To document the evolution of incentives for health workers post-conflict and their effects on human resources for health (HRH) and the health sector and to derive a recommendation package for retention of rural health workers from a health worker’s perception, a qualitative study involving in-depth interviews with health workers was conducted by ReBUILD in 2012-13.
23 public sector health workers of different cadres, working in 4 regions of Sierra Leone, were interviewed.
The study used a life history approach to explore health workers’ experiences over time, including their decision to join the health professional workforce, the choices they made in taking jobs, their satisfiers/dissatisfiers, their experience of conflict, and their perceptions of the effectiveness of different policy measures. These themes were analysed taking gender, urban/rural and cadre of health professional differences into account. The study has provided useful policy driven insights into how health workers perceive their professional careers and the incentive environment in Sierra Leone, which can be utilised by policy makers in the development of a long-term HRH development plan for quality service delivery.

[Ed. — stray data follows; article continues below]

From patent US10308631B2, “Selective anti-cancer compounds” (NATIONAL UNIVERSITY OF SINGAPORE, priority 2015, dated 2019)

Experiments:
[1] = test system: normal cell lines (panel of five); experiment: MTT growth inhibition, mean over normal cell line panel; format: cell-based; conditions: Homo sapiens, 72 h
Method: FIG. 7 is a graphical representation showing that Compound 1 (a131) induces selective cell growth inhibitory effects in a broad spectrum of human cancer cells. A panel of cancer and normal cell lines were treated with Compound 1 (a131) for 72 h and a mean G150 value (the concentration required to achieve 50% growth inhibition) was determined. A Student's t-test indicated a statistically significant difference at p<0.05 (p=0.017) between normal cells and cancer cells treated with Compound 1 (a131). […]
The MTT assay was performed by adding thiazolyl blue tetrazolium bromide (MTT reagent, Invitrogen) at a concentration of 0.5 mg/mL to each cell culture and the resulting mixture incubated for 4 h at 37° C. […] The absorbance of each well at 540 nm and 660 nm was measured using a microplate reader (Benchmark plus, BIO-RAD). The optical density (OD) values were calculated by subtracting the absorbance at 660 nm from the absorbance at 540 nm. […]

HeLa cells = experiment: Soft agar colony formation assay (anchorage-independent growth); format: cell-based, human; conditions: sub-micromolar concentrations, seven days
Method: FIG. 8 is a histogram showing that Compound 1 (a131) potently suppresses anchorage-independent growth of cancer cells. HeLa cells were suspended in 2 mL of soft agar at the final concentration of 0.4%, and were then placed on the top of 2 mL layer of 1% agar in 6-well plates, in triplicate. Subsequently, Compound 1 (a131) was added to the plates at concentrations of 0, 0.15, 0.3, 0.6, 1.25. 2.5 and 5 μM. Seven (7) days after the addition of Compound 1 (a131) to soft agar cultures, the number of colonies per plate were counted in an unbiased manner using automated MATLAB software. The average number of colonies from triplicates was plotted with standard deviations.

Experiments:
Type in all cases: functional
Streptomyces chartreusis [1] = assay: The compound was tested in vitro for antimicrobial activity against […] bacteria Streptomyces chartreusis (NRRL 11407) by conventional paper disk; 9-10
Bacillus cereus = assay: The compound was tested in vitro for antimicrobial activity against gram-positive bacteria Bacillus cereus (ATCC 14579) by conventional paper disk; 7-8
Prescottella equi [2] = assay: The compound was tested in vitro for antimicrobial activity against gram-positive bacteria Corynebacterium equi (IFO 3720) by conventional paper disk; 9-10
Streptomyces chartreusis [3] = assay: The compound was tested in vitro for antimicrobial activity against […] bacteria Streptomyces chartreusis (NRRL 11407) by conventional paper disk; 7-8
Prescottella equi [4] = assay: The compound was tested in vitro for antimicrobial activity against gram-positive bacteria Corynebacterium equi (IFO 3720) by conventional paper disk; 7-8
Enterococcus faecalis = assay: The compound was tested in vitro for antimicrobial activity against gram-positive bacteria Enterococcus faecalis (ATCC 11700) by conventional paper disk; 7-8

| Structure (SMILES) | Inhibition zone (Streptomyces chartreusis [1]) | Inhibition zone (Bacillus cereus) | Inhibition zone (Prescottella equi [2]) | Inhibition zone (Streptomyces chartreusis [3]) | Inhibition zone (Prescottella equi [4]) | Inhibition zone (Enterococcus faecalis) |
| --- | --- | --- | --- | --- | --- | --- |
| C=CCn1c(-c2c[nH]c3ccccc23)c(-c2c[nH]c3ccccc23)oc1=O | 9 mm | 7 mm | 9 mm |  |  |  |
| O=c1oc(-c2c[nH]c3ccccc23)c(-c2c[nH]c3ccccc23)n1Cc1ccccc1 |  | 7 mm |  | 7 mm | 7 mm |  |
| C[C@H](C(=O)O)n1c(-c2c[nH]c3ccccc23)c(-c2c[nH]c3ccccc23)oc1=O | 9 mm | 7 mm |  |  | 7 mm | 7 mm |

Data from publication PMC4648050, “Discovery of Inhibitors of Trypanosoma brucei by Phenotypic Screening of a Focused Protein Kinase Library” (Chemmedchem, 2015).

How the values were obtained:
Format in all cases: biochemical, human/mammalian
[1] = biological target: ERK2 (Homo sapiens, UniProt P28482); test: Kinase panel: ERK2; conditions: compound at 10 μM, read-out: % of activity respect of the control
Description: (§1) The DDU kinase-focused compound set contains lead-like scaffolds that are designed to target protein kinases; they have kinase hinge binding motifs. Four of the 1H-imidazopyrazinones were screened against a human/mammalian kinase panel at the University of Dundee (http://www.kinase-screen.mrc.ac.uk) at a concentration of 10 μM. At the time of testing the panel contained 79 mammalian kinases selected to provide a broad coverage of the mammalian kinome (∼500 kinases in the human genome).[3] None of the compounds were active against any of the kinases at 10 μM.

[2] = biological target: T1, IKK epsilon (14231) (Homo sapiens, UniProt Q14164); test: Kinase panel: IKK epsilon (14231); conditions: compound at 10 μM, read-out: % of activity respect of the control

This research is supported by the Department for International Development’s ReBUILD Programme which is led by Liverpool School of Tropical Medicine
Wurie, H.R.; Witter, S. Serving through and after conflict: life histories of health workers in Sierra Leone. (2014) 103 pp.